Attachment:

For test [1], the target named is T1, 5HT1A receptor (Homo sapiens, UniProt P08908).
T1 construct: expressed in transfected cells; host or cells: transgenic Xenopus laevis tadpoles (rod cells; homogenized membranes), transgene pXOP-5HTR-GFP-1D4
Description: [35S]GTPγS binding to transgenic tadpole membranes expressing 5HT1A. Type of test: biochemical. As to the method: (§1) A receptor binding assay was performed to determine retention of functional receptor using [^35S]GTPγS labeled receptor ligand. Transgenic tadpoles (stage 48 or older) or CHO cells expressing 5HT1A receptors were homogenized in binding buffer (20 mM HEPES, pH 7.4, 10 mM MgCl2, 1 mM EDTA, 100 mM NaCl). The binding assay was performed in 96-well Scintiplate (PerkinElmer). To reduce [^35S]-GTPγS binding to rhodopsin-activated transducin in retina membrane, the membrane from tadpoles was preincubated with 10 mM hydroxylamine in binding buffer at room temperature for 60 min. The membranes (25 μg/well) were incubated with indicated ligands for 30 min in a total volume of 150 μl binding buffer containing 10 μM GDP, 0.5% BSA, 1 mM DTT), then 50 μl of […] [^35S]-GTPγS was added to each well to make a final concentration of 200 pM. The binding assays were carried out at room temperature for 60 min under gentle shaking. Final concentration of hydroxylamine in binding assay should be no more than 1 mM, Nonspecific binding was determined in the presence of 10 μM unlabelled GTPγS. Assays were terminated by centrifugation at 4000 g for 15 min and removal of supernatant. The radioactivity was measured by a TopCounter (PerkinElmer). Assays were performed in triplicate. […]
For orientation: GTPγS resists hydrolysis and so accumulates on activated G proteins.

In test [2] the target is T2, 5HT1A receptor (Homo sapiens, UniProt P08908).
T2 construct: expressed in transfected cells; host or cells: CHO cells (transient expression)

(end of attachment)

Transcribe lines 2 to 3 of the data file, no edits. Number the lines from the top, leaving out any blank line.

T1 construct: expressed in transfected cells; host or cells: transgenic Xenopus laevis tadpoles (rod cells; homogenized membranes), transgene pXOP-5HTR-GFP-1D4
Description: [35S]GTPγS binding to transgenic tadpole membranes expressing 5HT1A. Type of test: biochemical. As to the method: (§1) A receptor binding assay was performed to determine retention of functional receptor using [^35S]GTPγS labeled receptor ligand. Transgenic tadpoles (stage 48 or older) or CHO cells expressing 5HT1A receptors were homogenized in binding buffer (20 mM HEPES, pH 7.4, 10 mM MgCl2, 1 mM EDTA, 100 mM NaCl). The binding assay was performed in 96-well Scintiplate (PerkinElmer). To reduce [^35S]-GTPγS binding to rhodopsin-activated transducin in retina membrane, the membrane from tadpoles was preincubated with 10 mM hydroxylamine in binding buffer at room temperature for 60 min. The membranes (25 μg/well) were incubated with indicated ligands for 30 min in a total volume of 150 μl binding buffer containing 10 μM GDP, 0.5% BSA, 1 mM DTT), then 50 μl of […] [^35S]-GTPγS was added to each well to make a final concentration of 200 pM. The binding assays were carried out at room temperature for 60 min under gentle shaking. Final concentration of hydroxylamine in binding assay should be no more than 1 mM, Nonspecific binding was determined in the presence of 10 μM unlabelled GTPγS. Assays were terminated by centrifugation at 4000 g for 15 min and removal of supernatant. The radioactivity was measured by a TopCounter (PerkinElmer). Assays were performed in triplicate. […]